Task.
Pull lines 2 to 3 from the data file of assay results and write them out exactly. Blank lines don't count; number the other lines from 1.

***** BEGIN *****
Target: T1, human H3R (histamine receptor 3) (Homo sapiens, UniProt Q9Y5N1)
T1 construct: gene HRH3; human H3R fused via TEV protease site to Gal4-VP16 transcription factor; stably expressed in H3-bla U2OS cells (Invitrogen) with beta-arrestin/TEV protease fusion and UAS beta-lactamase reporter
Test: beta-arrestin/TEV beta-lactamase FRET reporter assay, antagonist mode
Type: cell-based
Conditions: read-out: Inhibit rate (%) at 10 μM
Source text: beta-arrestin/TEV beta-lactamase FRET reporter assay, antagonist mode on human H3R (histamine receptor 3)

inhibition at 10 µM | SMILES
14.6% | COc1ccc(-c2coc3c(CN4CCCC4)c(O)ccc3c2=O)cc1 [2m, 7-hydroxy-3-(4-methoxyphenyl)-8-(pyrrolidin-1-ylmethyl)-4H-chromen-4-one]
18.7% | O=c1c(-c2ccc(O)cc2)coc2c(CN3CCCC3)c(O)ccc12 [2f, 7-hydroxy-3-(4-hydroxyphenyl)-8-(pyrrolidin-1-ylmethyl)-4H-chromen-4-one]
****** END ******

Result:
T1 construct: gene HRH3; human H3R fused via TEV protease site to Gal4-VP16 transcription factor; stably expressed in H3-bla U2OS cells (Invitrogen) with beta-arrestin/TEV protease fusion and UAS beta-lactamase reporter
Test: beta-arrestin/TEV beta-lactamase FRET reporter assay, antagonist mode